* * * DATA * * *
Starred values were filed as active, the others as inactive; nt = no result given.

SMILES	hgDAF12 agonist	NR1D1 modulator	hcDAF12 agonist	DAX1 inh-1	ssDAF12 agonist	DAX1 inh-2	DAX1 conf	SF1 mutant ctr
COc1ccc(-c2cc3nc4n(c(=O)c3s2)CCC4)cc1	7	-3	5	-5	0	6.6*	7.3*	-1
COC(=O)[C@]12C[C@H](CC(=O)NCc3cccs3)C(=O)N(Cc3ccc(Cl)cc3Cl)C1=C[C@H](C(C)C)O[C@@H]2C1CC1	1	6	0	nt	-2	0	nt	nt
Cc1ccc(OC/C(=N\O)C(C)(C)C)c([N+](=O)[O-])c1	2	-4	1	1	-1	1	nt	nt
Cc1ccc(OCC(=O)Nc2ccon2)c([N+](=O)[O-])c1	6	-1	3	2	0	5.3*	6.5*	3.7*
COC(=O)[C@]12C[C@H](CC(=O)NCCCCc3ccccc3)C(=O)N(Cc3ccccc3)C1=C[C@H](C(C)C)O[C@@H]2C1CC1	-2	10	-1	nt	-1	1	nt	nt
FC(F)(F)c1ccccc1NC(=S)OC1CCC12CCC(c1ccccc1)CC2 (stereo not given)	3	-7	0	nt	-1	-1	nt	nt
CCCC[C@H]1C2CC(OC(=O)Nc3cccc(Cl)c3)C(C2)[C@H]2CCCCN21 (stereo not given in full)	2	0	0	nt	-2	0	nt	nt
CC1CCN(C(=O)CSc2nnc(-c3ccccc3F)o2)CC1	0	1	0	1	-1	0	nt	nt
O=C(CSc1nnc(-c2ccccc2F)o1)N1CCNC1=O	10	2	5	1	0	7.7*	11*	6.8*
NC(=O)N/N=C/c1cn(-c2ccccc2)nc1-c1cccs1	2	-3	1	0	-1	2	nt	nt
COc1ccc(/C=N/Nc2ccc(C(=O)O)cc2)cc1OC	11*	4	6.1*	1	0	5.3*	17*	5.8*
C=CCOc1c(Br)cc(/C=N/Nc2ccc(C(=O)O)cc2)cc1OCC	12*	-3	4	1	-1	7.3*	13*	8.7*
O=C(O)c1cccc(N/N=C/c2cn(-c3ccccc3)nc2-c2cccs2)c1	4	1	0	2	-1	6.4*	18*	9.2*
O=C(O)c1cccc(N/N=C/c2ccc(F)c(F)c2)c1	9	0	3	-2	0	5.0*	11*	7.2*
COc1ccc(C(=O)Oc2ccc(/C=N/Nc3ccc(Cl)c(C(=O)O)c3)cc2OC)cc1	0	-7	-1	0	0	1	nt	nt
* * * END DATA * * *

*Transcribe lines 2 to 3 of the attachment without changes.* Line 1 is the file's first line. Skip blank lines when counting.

SMILES	hgDAF12 agonist	NR1D1 modulator	hcDAF12 agonist	DAX1 inh-1	ssDAF12 agonist	DAX1 inh-2	DAX1 conf	SF1 mutant ctr
COc1ccc(-c2cc3nc4n(c(=O)c3s2)CCC4)cc1	7	-3	5	-5	0	6.6*	7.3*	-1